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Jupiter, the speaking oaks, a pigeon, and a mysterious goddess

As I read about the ancient world, one of the place names which keeps reappearing again and again is Dodona–the site of the oldest oracle in Greece. Ferrebeekeeper has already written about the myth of the foundation of Dodona (which reputedly became a place of prophecy when a black dove with the power of human speech landed there). During the Greco-Roman era, the shrine was sacred to Zeus/Jove himself. The priests and priestesses of Dodona would listen to the noises of a grove of sacred oak trees. Not only did the leaves of these trees rustle in the wind but their boughs were hung with resonant bronze vessels (which banged and clanged like wind chimes). Although Dodona was sacred to Zeus in the classical era, it seems like it dates back to at least Mycenaean times (the mysterious palace-building city states of Mycenaean Greece preceded the Greek age by many centuries, and although they apparently shared some cultural and linguistic similarities, the cultures were not the same). It has been argued that the Dodona of Mycenaean times was sacred to the great goddess Gaia. Whatever the ancient traditions of Dodona were, they came to an apocalyptic halt around 1200 BC when disaster and invaders put an end to the palace civilizations. Sacred worship and divination reemerged there later in the new conventions of Archaic Greek religious style (all of which contributed to the Zeus versus Gaia mythology which is such a pivotal conflict in ancient Greek mythology).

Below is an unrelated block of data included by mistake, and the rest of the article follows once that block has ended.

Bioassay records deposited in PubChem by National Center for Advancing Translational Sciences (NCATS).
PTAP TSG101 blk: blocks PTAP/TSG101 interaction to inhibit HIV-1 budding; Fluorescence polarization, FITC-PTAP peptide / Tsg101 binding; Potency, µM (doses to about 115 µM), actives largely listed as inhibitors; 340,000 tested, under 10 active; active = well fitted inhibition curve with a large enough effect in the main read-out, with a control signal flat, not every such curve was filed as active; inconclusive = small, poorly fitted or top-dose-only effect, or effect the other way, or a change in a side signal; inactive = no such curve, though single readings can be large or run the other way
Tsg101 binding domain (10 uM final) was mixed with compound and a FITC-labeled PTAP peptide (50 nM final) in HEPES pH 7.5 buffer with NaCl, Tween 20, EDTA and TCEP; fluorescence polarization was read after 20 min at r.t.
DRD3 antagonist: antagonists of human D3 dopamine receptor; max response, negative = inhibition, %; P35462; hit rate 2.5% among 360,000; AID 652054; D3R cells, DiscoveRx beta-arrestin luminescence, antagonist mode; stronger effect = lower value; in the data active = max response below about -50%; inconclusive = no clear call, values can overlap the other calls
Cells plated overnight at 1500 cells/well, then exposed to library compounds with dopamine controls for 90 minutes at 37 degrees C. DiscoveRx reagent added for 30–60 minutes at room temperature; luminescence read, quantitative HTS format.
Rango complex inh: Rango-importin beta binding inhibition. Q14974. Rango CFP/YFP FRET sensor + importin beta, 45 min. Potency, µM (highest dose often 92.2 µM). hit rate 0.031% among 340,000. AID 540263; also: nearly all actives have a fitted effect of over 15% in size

Monastery Graveyard in the Snow (Caspar David Friedrich, 1819, oil on canvas)

Monastery Graveyard in the Snow (Caspar David Friedrich, 1819, oil on canvas)

Here is a painting appropriate for the grim depths of winter. This is Klosterfriedhof im Schnee (Monastery Graveyard in the Snow) painted by the melancholy master of German romanticism, Caspar David Friedrich (whose foreboding works keep appearing on this blog). The melodramatic work highlights the transitory nature of all things. All that remains of a once grand Gothic abbey is the soaring arch of the nave which hovers ghostlike in the center of the composition. Around the ruins are vast oaks reaching out broken limbs toward the church like desperate spectral worshipers. Not only are the trees ancient, gnarled, and denuded by winter, but one also senses that they are not healthy oaks (a tree surgeon would probably shake his head sadly at their prospects). The abbey grounds have been transformed into a cemetery and the monks trudge through the necropolis like tiny insects dwarfed by the desolate trees, the headstones, and the abandoned church. Monasticism was on its way out in Germany when Friedrich painted this, and it is deliberately anachronistic. The monks too may be ghosts.

There is a final meta-layer to this vanitas painting. As you have noticed, the photograph of the work is black and white. This is because it is an old photograph which was taken before the painting itself was destroyed in an American air raid on Berlin during the chaos of 1945.  The lack of color suits both the composition and the theme: one imagines that Friedrich might appreciate the irony, if he were not himself gone, like everything in this painting and the painting itself.

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